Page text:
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Ultra-Orthodox wedding held in Arab town in effort to avoid detection

Eyewitness tells Israeli TV that wedding in Kfar Qasim included Arabic music, as part of efforts to blend in

An illustrative photo of an ultra-Orthodox wedding. (Yaakov Naumi/Flash90)
An illustrative photo of an ultra-Orthodox wedding. (Yaakov Naumi/Flash90)

Police on Wednesday dispersed an ultra-Orthodox wedding held at an unexpected location — the Arab village of Kafr Qasim, east of Tel Aviv.

The reason for the choice in locale was because the bride and groom wanted to avoid detection while holding a wedding that violated coronavirus restrictions on mass gatherings, according to a Channel 12 news report Thursday.

Under the partial lockdown in place to prevent the spread of COVID-19, weddings, like other outdoor events, are capped at 20 people.

An eyewitness quoted by the network said the revelers played Arabic music over the loudspeaker in an effort to blend into the surroundings.

The wedding was reportedly held at a venue owned by a Kfar Qasim resident and video of the event showed dozens of guests not wearing masks or practicing social distancing.

The police announced in a statement that they broke up the wedding and fined the owner of the venue NIS 5,000 ($1,480) after accidentally coming across the gathering while in the area on an unrelated operation.

“The Israel Police calls on all business owners and the public to obey the Health Ministry guidelines in order to prevent the spread of the virus,” the statement said.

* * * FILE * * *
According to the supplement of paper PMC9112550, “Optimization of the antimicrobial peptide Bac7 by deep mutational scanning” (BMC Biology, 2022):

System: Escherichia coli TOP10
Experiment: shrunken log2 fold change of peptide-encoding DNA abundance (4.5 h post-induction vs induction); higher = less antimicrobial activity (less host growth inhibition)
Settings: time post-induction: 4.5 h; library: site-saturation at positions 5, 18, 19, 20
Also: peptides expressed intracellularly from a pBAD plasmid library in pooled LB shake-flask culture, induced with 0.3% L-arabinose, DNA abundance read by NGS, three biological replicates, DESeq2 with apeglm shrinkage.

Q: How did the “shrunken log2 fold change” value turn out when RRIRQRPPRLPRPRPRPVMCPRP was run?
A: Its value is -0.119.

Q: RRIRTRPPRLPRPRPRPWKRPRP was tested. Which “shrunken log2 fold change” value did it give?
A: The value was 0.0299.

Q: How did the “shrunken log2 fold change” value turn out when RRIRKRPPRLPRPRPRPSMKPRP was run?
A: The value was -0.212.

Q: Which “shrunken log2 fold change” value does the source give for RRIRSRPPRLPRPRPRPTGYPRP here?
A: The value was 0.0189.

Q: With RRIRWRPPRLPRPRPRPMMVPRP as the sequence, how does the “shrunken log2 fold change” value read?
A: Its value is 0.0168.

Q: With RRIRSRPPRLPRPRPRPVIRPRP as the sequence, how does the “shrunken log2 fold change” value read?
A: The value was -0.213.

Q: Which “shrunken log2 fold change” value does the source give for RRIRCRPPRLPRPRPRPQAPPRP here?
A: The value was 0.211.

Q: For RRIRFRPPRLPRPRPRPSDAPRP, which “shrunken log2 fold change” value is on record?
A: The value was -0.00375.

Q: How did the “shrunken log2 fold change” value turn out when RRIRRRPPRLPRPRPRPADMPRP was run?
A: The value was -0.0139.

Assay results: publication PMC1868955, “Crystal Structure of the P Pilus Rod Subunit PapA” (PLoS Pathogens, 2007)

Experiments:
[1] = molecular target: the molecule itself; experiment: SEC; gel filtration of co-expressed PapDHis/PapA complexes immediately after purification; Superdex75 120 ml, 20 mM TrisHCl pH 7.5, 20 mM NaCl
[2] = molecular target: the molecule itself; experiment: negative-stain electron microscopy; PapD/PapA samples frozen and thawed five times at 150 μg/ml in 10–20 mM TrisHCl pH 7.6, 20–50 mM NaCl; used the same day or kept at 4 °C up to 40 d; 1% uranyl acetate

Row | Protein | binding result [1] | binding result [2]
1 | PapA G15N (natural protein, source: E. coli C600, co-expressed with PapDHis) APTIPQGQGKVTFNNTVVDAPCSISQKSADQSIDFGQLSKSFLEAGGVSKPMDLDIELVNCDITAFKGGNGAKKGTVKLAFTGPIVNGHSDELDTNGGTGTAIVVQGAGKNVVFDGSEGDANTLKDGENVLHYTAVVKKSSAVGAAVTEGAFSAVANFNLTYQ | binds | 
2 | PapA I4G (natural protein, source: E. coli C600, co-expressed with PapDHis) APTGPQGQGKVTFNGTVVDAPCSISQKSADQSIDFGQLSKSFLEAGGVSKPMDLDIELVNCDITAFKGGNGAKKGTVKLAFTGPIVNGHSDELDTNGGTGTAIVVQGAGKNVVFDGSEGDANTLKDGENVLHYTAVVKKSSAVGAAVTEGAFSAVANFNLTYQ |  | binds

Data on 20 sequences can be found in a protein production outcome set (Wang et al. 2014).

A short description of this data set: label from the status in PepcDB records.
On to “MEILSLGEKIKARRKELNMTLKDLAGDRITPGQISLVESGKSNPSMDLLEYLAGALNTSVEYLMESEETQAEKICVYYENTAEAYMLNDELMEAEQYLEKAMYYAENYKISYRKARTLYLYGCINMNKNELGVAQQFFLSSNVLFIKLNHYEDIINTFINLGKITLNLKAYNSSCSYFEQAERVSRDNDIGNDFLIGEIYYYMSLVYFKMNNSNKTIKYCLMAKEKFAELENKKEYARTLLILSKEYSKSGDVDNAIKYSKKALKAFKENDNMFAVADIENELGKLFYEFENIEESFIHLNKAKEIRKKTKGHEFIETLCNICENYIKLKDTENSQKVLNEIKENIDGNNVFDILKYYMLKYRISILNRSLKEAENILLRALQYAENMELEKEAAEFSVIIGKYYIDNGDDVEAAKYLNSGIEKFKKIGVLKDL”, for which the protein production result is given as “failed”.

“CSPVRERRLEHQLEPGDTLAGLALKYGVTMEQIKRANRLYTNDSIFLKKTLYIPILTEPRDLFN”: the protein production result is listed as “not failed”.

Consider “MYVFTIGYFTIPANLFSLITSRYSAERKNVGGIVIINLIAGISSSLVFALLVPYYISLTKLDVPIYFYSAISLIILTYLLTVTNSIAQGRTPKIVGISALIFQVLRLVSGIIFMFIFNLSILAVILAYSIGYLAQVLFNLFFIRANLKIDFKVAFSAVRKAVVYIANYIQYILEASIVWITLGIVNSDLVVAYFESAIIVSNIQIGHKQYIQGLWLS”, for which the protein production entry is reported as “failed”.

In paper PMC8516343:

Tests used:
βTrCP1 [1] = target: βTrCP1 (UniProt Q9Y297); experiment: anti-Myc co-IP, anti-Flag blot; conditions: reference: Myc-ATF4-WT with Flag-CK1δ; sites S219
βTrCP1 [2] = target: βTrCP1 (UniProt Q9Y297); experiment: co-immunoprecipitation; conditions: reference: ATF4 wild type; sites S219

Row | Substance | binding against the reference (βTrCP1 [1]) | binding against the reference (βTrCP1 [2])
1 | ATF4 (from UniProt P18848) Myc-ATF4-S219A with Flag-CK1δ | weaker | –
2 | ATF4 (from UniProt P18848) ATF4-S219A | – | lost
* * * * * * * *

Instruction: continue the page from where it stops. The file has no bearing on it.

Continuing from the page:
The wedding is reportedly not the first ultra-Orthodox event held in an  Arab village in an effort to avoid detection, according to Channel 12.

While Kafr Qasim was largely spared by the first wave of coronavirus, months later the city was facing 170 coronavirus infections per 10,000 residents, the second-highest rate in the country. It has since seen a marked drop in new cases.

Large weddings, traditionally held in summer, were often blamed as the source of the outbreak in Israel’s Arab community.

Wednesday night also saw a row between officers and revelers at a wedding held at a Dead Sea beach, as guests expressed outrage over cops trying to shut down the event, and the groom appeared to become ill over the ruckus.

The confrontation with police was filmed on a video that was shared on social media.

Last week, a bloody brawl erupted as police broke up a wedding held in a private home in the West Bank settlement of Givat Ze’ev.

Video shared on social media showed police scuffling with guests and family amid tables arranged for a celebration as people screamed and cried, with one man punched after being knocked to the floor. The bride’s brother was then led out of the house with blood streaming down his face.

Weddings are generally not allowed to take place at this time, and officials have refused to reopen wedding venues due to the fear of coronavirus infections at tightly packed events in which it is difficult to maintain social distancing.

Aaron Boxerman contributed to this report.

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